I'll be honest, I have no sense of time after 16 years of drawing, but I've been told I work fast. So yes, I've improved over time by just... not stopping xD.
There are so many factors involved with speed though, from whether or not you're used to drawing the characters, how efficiently you use your art tools, and distractions in your workspace. There are 2 ways to get faster: Learn to draw faster and Eliminate wastes of time (distraction, switching between tasks too quickly as that slows you down, learn all the keyboard shortcuts).
My current rate is somewhere about 1-2 hours for a completely rendered complex panel. When batching together panels of 5 or more, the rate goes down because doing one stage at a time helps you focus in and avoid wasting time by switching tasks (going from sketch to line to color are three different modes of work, for example). So generally for story segment that 45 panels long, that'll take me 45 to 55 hours to complete. Working just 3ish hours a day cause I have 7 ongoing projects means one episode takes 15 - 18 days, so 3ish weeks.
I simplified the way I shade to save time too, an example of a Chapter title page:
Thumbnail (few minutes)
Pencils (I made two different sketches in fact so up to 30 minutes or so, fast and loose; by this point I had made a lot of concept art drawings of this character so i got used to drawing him and that speeds up the process too)
Inking (up to 30-40 minutes? I saved time by filling in darker areas for high contrast and depth+ save time shading; my favorite step)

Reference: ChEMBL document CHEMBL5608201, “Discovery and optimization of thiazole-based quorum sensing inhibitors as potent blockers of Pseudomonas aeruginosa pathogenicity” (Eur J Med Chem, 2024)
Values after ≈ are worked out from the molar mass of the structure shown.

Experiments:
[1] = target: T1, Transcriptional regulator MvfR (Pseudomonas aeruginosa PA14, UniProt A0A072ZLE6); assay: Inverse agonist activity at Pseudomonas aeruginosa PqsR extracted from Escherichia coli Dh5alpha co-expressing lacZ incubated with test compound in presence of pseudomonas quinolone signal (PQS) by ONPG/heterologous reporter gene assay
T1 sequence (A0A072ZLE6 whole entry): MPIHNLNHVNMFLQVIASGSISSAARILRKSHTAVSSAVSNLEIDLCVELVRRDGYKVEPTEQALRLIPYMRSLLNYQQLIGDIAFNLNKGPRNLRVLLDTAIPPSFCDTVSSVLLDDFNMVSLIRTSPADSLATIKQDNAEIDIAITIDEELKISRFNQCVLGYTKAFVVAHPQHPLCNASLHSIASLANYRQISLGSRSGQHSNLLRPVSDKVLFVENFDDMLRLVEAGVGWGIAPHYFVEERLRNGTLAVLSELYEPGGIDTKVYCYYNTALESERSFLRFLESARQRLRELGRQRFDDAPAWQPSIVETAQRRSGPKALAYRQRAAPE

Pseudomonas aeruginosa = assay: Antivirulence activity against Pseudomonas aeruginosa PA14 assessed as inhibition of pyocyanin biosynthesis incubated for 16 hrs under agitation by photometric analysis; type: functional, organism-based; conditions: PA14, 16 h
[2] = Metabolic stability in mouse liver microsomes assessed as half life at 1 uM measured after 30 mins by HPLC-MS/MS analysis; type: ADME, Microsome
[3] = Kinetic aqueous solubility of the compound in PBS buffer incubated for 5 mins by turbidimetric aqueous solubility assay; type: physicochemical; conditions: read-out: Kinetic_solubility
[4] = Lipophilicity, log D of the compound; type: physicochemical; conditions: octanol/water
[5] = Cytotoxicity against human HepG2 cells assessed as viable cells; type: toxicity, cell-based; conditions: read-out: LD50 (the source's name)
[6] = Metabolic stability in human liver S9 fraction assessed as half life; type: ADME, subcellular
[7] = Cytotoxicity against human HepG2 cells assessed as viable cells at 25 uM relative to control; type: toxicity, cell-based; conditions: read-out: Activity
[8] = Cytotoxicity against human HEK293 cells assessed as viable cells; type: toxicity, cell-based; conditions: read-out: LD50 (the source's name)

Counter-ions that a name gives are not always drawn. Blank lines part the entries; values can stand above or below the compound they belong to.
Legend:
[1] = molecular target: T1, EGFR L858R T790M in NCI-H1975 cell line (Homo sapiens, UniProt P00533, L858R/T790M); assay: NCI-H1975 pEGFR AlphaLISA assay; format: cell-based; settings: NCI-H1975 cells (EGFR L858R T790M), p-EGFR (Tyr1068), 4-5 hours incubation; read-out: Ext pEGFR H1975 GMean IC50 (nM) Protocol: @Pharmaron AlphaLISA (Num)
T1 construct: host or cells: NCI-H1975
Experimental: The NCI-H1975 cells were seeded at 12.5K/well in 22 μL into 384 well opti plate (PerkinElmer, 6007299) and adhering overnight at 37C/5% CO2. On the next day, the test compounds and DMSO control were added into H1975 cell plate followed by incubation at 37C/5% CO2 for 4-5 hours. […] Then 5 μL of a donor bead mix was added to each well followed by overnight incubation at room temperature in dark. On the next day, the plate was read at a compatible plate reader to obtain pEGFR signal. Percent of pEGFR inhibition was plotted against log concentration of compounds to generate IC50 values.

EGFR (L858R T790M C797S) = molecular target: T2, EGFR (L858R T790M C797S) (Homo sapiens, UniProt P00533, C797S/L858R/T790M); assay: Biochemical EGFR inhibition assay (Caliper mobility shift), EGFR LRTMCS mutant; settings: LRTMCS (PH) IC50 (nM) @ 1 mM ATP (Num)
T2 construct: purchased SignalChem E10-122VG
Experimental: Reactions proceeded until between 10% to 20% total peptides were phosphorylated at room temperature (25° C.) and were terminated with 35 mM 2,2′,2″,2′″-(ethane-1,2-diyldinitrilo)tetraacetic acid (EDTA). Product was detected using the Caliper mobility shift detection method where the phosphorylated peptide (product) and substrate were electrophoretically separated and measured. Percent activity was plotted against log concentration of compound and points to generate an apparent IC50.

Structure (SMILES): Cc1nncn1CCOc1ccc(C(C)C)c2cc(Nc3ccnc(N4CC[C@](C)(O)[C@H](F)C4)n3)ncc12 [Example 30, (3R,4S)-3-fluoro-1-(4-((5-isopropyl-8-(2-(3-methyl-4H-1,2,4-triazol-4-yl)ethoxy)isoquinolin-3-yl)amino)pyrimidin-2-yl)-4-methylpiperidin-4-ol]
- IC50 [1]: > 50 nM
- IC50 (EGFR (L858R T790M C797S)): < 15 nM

Flats (Longest step but I did my linework on two layers, Outlines for major color sections on one and details on another so filling in flat colors is fast. that's another way to speed up flat coloring, but it takes some discipline with lines.)
Render (Shading and lighting, trying to stick to a bare minimum needed to add some depth to the coloring. using one shade hue per color area (but with a brush on opacity pressure so I can have sharp shadows within lighter general shadows) and gradient lighting over the whole thing for ambiance.)
Been drawing for 16 years self-taught
Been to college for art/animation -4 years of drawing and design-related classes
Been actually finishing comics only in the last few years, two one-shots and one premium comic.
My entire goal in college was to learn to draw fast and accurate. Drawing well and drawing fast are like a venn diagram with a number of factors that affect each side. You slow down to learn to draw well (learning anatomy, lighting, the theory), then you take what you learnt and practice doing it as fast as possible while gradually slowing it down in a session (About ten 10-to-30-second Gesture drawings, and five 1-minute , three 5-minute , and one 10-minute drawings is a classical way to practice)
There's a difference between training to get faster and just getting ambiently faster because the longer and more consistently you work, the more efficient you'll become just by that practice. The difference lies in the speed at which you can improve. IF you want to improve fast, then it requires training more often (like exercising for bigger muscles), and studying art. Otherwise, it's perfectly alright to just keep drawing, mindful of any improvements you can make through review and moving on to complete the next thing.
Combine that with eliminating distracting and time-wasting actions (those little 1-2 second things you do inbetween working adds up in the hours, days and weeks) and you're on a steady path to improve.